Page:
Carnegie Mellon University

Global Nuclear Politics

Course Number: 84-370

The taming of the atom is one of the defining features of the modern era. The awesome creative and destructive potential of nuclear energy has had enormous impact on great power politics, the environment, economic development, and international institutions. Limiting the risk of nuclear Armageddon is one of the dominant challenges in US foreign policy and global governance alike. In this course, we will study 1) why and how countries pursue nuclear weapons and what happens when they acquire them; 2) the national policies and international regimes that have been devised to curb their spread and use, while allowing for the diffusion of energy technology, 3) the national and transnational civil society movements that have fought to roll back the nuclear age or limit its harmful effects, and 4) the role of private actors such as scientists and corporations.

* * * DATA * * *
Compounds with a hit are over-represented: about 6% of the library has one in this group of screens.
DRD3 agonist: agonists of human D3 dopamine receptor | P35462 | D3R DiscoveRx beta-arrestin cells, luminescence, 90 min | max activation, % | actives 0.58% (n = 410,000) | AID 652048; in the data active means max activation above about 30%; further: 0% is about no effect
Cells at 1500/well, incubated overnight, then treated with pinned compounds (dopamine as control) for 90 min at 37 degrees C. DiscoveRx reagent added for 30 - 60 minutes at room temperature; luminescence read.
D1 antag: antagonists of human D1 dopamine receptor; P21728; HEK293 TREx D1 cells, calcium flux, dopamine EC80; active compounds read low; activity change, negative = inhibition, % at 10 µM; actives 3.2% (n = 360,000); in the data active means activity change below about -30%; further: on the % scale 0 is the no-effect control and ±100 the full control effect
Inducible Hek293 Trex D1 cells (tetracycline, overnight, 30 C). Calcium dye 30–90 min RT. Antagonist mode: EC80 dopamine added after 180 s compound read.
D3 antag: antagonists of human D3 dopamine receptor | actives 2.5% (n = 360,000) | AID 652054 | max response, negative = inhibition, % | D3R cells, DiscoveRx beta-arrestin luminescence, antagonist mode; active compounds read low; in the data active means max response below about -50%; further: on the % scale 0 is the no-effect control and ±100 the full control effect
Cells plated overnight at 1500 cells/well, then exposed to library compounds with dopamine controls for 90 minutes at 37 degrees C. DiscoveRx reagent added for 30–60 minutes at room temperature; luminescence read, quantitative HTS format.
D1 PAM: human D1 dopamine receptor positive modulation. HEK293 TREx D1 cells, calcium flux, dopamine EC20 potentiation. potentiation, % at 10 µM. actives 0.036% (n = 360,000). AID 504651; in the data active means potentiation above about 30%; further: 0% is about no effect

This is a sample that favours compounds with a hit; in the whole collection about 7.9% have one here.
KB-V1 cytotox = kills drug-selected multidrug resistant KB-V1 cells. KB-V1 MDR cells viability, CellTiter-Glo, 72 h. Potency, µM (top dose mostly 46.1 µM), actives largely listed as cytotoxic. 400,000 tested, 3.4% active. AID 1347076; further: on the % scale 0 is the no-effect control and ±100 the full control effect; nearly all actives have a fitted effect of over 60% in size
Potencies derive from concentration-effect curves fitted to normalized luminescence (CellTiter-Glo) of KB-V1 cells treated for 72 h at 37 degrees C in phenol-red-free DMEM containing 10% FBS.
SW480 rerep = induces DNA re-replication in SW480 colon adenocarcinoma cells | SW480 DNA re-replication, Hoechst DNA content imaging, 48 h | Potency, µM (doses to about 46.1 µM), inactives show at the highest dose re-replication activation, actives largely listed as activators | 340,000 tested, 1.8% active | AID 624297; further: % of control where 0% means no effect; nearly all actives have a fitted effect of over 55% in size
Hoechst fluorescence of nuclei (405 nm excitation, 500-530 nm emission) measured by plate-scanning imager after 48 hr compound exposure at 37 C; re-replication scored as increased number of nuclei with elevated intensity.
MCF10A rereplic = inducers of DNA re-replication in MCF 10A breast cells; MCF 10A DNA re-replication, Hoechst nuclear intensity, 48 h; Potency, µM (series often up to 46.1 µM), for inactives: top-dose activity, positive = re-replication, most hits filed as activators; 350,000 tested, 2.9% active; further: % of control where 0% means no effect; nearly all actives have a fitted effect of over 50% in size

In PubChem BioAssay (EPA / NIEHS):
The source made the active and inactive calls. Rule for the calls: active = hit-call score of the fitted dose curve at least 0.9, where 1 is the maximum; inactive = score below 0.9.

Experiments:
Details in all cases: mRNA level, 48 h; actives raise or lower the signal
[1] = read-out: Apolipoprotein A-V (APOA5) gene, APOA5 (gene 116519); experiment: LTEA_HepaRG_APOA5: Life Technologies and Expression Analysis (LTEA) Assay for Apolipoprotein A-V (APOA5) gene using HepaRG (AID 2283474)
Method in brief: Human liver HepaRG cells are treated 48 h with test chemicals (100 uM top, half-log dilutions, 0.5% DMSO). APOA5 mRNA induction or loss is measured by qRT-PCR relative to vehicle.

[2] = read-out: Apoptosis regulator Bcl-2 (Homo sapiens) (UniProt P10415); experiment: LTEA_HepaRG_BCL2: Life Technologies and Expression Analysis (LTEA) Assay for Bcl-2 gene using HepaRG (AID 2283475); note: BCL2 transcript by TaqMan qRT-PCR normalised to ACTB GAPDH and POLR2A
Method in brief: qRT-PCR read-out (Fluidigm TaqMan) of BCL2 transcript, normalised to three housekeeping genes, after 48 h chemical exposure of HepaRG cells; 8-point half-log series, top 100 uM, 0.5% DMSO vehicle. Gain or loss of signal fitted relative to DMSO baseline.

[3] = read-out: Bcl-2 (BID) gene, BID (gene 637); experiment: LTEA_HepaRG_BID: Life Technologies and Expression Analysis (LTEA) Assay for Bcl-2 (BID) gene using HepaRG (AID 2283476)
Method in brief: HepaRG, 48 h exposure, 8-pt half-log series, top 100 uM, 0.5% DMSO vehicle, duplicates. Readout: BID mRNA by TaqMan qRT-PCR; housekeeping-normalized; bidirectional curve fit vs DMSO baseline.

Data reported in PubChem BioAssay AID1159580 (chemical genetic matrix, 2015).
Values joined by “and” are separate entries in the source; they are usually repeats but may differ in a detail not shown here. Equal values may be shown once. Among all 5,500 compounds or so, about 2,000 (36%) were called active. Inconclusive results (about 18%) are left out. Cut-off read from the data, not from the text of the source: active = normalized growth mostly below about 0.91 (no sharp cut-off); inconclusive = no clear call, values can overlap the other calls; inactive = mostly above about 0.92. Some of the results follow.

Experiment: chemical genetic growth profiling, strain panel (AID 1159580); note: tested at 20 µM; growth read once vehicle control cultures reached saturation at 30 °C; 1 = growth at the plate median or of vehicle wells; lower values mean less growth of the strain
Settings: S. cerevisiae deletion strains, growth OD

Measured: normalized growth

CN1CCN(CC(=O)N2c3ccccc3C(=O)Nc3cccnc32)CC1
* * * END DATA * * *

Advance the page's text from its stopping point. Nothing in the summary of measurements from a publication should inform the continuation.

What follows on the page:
Academic Year: 2019-2020
Semester(s): Fall
Required/Elective: Elective
Units: 9
Location(s): Pittsburgh

Learning Objectives

Students will leave the course with a good understanding of key topics in global nuclear affairs and American nuclear non-proliferation policy.

Fall 2019
Tuesday and Thursday
1:30- 2:50 PM

Elective course for the following IPS degrees:
B.S. International Relations and Politics
Additional Major in International Relations and Politics
B.S. Economics and Politics
Additional Major in Economics and Politics
Minor in International Relations and Politics
Minor in Cybersecurity and International Conflict